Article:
Fireside Chat: Why RevOps is Your Secret Weapon for Growth: A CRO’s Perspective

As companies move toward responsible growth, the RevOps team is more important than ever. They are the secret weapon for getting more revenue per head and bringing down the overall operational cost of running the GTM engine.

In this Fireside Chat, Tyler Simons from Fullcast sat down with Will Urban, Chief Revenue Officer (CRO)  at Flexport, a leader in global supply chain technology, to discuss how RevOps is a key driver for growth and revenue efficiency at the company.  Below is a summary of the conversation, edited for brevity and clarity.  You can listen to the entire conversation here.

Tyler: How is Flexport’s Sales and Revenue Operations structured?

Will: Flexport’sRevOps engine has key 4 pillars and handles:


  1. Top of Funnel Demand Generation
  2. Sales and Business Development
  3. Sales
  4. Account Management

Flexport’s business is a domain expertise sell. Our sales team has to be extremely knowledgeable in our business as well as global trade in general. They need to understand current events, such as new tariff schedules, environmental regulations or geopolitical unrest, plus market dynamics across air and ocean freight and trucking, and how those factors could impact our customers’ supply chains.

The four pillars of Flexport’s RevOps engine support several functions, including enablement, a team that supports seller training and education (critical as there are a myriad of complex topics Flexport sales teams must understand to be effective), and a SalesOps team dedicated to driving pipeline.

Tyler: What are good RevOps teams doing in the current economic environment?

Will: Flexport isn’t a typical SaaS company where you sign up, and then someone starts using your software on the web. When we bring on business, we’re implementing the operational piece of managing their physical shipments on a global scale and across a variety of modes (e.g. air and ocean freight, trucking) as well as services including customs and compliance, insurance and finance. All of this is underpinned by the Flexport Platform, a technology platform our customers can use to track, manage and have visibility into their shipments down to the individual item (i.e. SKU) level.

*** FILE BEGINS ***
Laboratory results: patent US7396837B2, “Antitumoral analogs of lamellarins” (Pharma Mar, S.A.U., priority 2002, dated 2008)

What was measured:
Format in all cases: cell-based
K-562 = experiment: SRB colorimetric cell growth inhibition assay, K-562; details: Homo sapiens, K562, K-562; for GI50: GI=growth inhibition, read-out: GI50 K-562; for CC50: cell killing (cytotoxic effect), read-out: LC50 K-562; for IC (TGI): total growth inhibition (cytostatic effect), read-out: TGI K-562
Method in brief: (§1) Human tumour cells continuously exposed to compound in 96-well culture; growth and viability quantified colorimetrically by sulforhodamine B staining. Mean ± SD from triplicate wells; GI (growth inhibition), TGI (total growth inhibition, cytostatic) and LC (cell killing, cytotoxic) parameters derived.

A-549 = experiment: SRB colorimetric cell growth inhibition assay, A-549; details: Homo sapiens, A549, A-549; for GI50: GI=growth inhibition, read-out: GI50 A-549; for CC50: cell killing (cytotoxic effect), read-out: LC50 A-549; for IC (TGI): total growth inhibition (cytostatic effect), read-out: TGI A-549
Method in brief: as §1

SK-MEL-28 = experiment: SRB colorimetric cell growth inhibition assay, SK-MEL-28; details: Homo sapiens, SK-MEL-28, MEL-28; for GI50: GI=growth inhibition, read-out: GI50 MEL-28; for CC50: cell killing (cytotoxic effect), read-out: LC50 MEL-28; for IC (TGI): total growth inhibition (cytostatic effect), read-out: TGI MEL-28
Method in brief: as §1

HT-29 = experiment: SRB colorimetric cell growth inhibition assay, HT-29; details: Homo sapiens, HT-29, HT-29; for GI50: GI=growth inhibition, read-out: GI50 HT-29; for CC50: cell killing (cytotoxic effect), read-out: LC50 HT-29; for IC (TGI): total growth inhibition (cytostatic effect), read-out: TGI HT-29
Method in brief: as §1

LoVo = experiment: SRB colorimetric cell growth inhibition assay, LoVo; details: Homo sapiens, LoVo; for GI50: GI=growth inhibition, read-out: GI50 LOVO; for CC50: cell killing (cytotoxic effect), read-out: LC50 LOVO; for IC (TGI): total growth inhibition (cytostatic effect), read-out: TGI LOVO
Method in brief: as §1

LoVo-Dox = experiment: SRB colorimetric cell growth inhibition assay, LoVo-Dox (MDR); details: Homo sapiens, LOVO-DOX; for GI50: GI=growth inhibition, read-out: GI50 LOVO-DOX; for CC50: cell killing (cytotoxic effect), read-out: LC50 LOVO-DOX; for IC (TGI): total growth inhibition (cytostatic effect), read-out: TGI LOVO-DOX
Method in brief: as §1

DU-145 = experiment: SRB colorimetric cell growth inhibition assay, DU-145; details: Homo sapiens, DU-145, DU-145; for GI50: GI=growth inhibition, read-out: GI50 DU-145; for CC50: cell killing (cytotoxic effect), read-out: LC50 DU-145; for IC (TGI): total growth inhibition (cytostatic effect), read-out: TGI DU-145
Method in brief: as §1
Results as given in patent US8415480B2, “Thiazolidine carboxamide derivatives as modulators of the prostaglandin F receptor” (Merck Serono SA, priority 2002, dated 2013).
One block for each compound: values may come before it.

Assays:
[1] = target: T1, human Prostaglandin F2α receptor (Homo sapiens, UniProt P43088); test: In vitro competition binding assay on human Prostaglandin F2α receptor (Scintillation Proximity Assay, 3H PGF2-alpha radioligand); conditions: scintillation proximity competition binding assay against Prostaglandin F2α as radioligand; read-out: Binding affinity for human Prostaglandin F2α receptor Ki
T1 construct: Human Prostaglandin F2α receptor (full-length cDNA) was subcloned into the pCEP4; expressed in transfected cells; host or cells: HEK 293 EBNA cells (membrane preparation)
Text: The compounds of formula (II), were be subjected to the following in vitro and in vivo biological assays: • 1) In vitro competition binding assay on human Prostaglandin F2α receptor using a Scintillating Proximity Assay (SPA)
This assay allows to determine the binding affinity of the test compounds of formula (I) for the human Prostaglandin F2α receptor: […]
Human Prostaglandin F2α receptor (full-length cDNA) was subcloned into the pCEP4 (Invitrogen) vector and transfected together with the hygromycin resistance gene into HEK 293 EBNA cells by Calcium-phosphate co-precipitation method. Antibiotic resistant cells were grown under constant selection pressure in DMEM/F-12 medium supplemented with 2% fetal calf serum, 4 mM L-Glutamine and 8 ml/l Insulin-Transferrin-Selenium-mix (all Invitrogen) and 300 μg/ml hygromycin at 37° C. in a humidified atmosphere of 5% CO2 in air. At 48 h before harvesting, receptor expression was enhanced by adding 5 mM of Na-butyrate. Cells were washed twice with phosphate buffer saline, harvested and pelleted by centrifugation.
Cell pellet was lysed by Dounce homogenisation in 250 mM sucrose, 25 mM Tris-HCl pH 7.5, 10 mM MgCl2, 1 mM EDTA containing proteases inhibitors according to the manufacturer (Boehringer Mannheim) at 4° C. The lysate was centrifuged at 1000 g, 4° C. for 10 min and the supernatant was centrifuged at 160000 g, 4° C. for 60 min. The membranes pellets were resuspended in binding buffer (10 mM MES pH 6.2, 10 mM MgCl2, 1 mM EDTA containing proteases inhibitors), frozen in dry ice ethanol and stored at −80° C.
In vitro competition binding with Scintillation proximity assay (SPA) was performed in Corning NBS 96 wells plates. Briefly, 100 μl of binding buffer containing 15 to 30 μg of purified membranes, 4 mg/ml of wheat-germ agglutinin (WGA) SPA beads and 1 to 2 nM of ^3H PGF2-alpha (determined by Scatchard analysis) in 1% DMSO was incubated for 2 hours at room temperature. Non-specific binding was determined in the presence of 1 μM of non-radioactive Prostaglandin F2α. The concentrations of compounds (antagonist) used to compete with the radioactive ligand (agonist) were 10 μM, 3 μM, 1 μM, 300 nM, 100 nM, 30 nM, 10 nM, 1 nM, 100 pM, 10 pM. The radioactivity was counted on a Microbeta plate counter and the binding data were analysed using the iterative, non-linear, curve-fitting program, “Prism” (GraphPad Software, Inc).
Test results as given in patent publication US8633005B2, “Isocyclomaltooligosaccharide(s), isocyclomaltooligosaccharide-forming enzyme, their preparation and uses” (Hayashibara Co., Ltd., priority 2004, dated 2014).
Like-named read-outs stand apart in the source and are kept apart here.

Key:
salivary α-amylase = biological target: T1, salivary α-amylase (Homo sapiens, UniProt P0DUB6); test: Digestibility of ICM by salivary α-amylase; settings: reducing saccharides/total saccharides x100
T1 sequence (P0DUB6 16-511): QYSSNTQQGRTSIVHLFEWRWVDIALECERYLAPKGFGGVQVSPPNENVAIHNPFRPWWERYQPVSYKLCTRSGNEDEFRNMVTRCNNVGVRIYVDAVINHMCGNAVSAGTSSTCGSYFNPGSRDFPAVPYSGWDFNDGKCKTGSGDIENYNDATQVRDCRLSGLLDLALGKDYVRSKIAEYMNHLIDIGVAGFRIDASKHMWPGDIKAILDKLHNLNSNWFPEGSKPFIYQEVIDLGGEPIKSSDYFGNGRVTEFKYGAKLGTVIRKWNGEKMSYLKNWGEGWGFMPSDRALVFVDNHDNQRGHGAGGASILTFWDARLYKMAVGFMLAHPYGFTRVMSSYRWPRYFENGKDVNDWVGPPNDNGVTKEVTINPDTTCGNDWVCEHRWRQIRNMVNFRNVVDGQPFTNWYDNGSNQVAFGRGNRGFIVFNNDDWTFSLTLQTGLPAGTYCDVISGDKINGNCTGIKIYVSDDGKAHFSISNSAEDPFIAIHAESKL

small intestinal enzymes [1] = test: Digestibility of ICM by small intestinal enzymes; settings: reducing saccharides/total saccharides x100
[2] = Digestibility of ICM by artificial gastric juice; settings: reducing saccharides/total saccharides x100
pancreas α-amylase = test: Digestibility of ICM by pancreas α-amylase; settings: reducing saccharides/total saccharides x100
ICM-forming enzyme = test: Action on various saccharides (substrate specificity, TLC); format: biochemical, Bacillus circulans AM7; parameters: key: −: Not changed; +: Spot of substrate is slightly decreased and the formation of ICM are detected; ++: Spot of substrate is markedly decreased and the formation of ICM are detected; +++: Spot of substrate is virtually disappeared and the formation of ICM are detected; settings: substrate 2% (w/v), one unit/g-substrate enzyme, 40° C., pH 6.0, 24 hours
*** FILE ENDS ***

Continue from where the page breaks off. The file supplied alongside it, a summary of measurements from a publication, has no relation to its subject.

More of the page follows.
Our sales pipeline is so important for two reasons. One, we want to know how we’re doing against our goals and numbers for the year, obviously. But the second part is we need to give visibility to the rest of the organization on what’s coming their way. We need to plan labor to manage those shipments and air and ocean freight capacity on airlines and steamship lines to manage the flow of cargo. That takes time, and it also takes insight, and we have to know when it’s going to come on board. The RevOps piece is critical so we can project the business’ needs in order to support our customers.

Everything starts with discipline in RevOps, from the very first time we’re doing discovery with a client and recording that information all the way through until we’re actually shipping something.  If we’re very focused on the front end with Sales and RevOps, we’ll have a good outcome on the back end from an operational execution perspective. It’s all linked together.

Tyler: How do you use RevOps to drive pipeline and velocity through the funnel?

Will: Pipeline is the lifeblood of a company. As a Chief Revenue Officer, that is my greatest responsibility. We use RevOps to gauge where we’re at at any one time, that’s the most important thing. It takes discipline to get data in the right places and to ensure that the right tools have visibility to that data. It needs to be easy for our people to use because I want them to spend time talking to customers, not trying to figure out how to capture data or slog through administrative tasks in Salesforce.

When we get these things down it drives velocity. It’s that balance of giving our people the best tools, enabling them to move as fast as possible, yet capture the most accurate and up-to-date information. That drives velocity through our sales pipeline.

We have deals that take three years and we have deals that take two weeks. It really depends on the scope and the size and the complexity of the client. When you talk about velocity we have to move that three year deal along as fast as we possibly can, just like we do the two week deal. So velocity is very important. It all stems from great RevOps tools and processes.

Tyler: How do you help give RevOps a guiding light of what to focus on?

Will: I spend a lot of time with salespeople and join lots of calls. I listen to them and ask what’s working and what’s not. We’ve developed a culture where it’s okay to say what you think and no one will get defensive. We just want you to tell us what’s working and what’s not. Sometimes salespeople can be the most vocal and kind of harsh on everyone internally, but I mean that in the best way. It’s really hard to close business, and if everybody could do it, they would. It takes a special person to be able to deal with rejection and continue moving forward. The first thing is I listen to what people are saying.